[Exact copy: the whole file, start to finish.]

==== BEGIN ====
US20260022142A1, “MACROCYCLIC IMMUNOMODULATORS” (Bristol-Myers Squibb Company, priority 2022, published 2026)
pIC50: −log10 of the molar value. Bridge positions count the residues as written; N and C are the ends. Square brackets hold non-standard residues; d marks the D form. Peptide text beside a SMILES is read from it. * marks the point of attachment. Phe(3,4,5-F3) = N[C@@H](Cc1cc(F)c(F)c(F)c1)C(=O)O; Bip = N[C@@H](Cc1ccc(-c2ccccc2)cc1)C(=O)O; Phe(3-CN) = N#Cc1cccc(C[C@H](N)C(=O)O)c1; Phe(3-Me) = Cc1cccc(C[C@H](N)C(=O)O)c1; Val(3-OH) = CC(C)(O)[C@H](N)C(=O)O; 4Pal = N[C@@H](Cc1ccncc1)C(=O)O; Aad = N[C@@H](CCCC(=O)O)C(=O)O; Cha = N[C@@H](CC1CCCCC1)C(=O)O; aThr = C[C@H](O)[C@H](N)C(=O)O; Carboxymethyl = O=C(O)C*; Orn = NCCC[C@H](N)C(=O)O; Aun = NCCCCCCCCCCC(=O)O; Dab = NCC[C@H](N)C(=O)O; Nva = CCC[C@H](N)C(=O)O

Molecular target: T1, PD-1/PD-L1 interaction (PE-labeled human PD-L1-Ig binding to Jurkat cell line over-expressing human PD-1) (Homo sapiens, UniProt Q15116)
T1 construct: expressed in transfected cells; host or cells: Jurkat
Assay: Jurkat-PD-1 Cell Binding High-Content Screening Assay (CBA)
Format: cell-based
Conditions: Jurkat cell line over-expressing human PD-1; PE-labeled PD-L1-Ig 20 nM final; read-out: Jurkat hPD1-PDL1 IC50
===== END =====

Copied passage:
US20260022142A1, “MACROCYCLIC IMMUNOMODULATORS” (Bristol-Myers Squibb Company, priority 2022, published 2026)
pIC50: −log10 of the molar value. Bridge positions count the residues as written; N and C are the ends. Square brackets hold non-standard residues; d marks the D form. Peptide text beside a SMILES is read from it. * marks the point of attachment. Phe(3,4,5-F3) = N[C@@H](Cc1cc(F)c(F)c(F)c1)C(=O)O; Bip = N[C@@H](Cc1ccc(-c2ccccc2)cc1)C(=O)O; Phe(3-CN) = N#Cc1cccc(C[C@H](N)C(=O)O)c1; Phe(3-Me) = Cc1cccc(C[C@H](N)C(=O)O)c1; Val(3-OH) = CC(C)(O)[C@H](N)C(=O)O; 4Pal = N[C@@H](Cc1ccncc1)C(=O)O; Aad = N[C@@H](CCCC(=O)O)C(=O)O; Cha = N[C@@H](CC1CCCCC1)C(=O)O; aThr = C[C@H](O)[C@H](N)C(=O)O; Carboxymethyl = O=C(O)C*; Orn = NCCC[C@H](N)C(=O)O; Aun = NCCCCCCCCCCC(=O)O; Dab = NCC[C@H](N)C(=O)O; Nva = CCC[C@H](N)C(=O)O

Molecular target: T1, PD-1/PD-L1 interaction (PE-labeled human PD-L1-Ig binding to Jurkat cell line over-expressing human PD-1) (Homo sapiens, UniProt Q15116)
T1 construct: expressed in transfected cells; host or cells: Jurkat
Assay: Jurkat-PD-1 Cell Binding High-Content Screening Assay (CBA)
Format: cell-based
Conditions: Jurkat cell line over-expressing human PD-1; PE-labeled PD-L1-Ig 20 nM final; read-out: Jurkat hPD1-PDL1 IC50